Farmer’s Market

WNC Farmer’s Market

Asheville, N.C.

Open year-round, seven days a week, this centrally located farmer’s market was first opened in 1977 and has since become an impressive facility over 38,000 square feet in size. Aside from vendors selling items like local fruits, vegetables, preserves, and crafts, the market also houses a deli that whips up delicious sandwiches.

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Charlottesville Farmer’s Market, Va.

Downtown Roanoke Farmer’s Market, Va.

App for the Outdoors

Strava

Strava’s ability to connect, inform, and motivate athletes of all disciplines is changing the way we go outside and play. Athletes can track mileage and elevation profiles, test themselves on timed segments against a leaderboard of area athletes, and join challenges to give their training the extra edge it needs.

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Mountain Hub

Yonder

Outdoor Adventure Automobile

Toyota Tacoma

Pop a camper shell on the bed of this do-it-all adventuremobile and you’ve got yourself a home-on-wheels.

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Subaru Outback

Jeep Wrangler

Up-and-Coming Outdoor Business

River Rock Outfitter

Fredericksburg, Va.

Born of a love between Keith and April Peterson, two like-minded, adventurous souls from Louisiana, River Rock’s mission is to provide an accessible and unassuming experience for all levels of outdoor enthusiasts.

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Gearu Outdoor Rentals

UOU Outdoor Guides, RVA

Long Live the Independent Retailer

Now more than ever, independent outdoor retailers have to figure out ways to stay relevant and contend with the pressures of the Internet. Though it might seem like an uphill battle, the challenge is presenting shops the opportunity to be more than a retail space.

“Our old location was really just four walls and the epitome of old school retail,” says Diamond Brand Outdoors’ Marketing Manager Chris Bubenik. “It wasn’t a destination necessarily. But when we moved, we rethought our place and redesigned it as a space where customers could really immerse themselves in the experience.”

The Asheville shop added some special touches, like complimentary coffee available right when you walk in the door. It also created “personal shoppers,” who customers could set up appointments with, before or after business hours, to get one-on-one advice and attention. All of that, combined with free monthly clinics and community support initiatives totaling in $70,000 of funds raised for over 60 local organizations, has really allowed Diamond Brand to become a mainstay of the Asheville outdoor community.

“We have always felt respect and support from the Asheville area, so we look to it as a responsibility on our part to put that support back out there and make things happen,” says Bubenik.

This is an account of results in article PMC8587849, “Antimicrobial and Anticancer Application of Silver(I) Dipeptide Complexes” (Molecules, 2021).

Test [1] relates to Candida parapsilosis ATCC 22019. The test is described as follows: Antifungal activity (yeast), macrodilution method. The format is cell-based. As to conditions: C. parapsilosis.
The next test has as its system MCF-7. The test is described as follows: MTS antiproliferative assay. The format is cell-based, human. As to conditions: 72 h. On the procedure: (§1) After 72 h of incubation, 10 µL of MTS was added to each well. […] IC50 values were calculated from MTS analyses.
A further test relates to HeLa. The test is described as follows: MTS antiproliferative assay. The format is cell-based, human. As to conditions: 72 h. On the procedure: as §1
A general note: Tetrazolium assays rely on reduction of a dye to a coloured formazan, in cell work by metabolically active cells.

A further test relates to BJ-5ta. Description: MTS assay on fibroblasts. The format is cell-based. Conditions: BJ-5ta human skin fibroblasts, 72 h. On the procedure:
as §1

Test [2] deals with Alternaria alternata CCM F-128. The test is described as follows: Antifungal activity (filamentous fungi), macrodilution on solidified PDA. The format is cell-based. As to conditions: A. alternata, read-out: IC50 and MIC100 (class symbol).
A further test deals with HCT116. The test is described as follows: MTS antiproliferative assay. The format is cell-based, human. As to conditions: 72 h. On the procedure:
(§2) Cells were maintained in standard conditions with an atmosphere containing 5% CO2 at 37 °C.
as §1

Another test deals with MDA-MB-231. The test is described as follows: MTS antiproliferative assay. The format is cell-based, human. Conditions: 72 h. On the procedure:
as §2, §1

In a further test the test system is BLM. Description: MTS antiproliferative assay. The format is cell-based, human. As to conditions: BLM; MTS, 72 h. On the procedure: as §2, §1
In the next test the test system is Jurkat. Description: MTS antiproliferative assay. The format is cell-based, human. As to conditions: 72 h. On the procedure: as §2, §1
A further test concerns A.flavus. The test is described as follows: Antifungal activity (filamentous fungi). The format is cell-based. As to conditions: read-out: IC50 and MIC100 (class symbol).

Up the road at Motion Makers Bicycle Shop, owner Kent Cranford feels a similar sense of responsibility not only in supporting local events and group rides but also in being a voice for the area’s cycling community.

“It’s important to maintain the riding we have now, but we want to promote and grow the opportunities we have to get people to ride bikes,” says Cranford. “Our old customer base was people who were already in the cycling community, whereas now, we have an amazing amount of first-time cyclists that we’re selling stuff to. Advocating for continued increase of greenway miles is going to be super important in the future.”

“You’re really looked at as an expert,” says New River Bikes owner Andy Forron. “At the bike shop, you get to see firsthand what people want to ride, whether it’s singletrack or rail-trails. It’s like a research project. So then, when those planning meetings and efforts start in town, we already have a lot of firsthand knowledge as to what people want to ride.”

Forron says that, though the retail side of the business might dwindle in years to come, he feels pretty confident that the independent bike shop will continue to be a hub for information, service, and even socializing.

“It’s almost like a bar,” he says of his Fayetteville-based shop. “There’s almost always someone just sitting in here. And even though people have apps like Strava or Ride With GPS, they still come in and ask where to ride. All of that local knowledge, that’s still at the bike shop, and so is the service. The Internet is not going to fix your bike.”

“We’ve lived in states all over the country and no matter where we moved, the first place we always went was the local outfitter,” says River Rock Outfitter co-owner April Peterson. “They knew about the fun things to do in the area, and the moment you step into any outfitter, you instantly feel like you have friends. That alone speaks to why independent outfitters will always have a place in communities.”

Since opening in 2014, River Rock has helped Fredericksburg, Va., residents rediscover and preserve the town’s incredible natural resources. Peterson sits on the Main Street Exploratory Committee as the board’s Vice President, and she says it was important to her and her husband that the outfitter be involved in the revitalization of Main Street from the very beginning.

“Retail is not dead, and you can see that in the power of Main Street communities and downtowns everywhere,” she says. “We partner with local businesses, breweries, restaurants, coffee shops, and even other retail spaces, because I believe at the end of the day that there’s not a finite pie. We’re not all fighting for the same crumbs. We can make that pie bigger and bigger and we can each have a bigger slice.”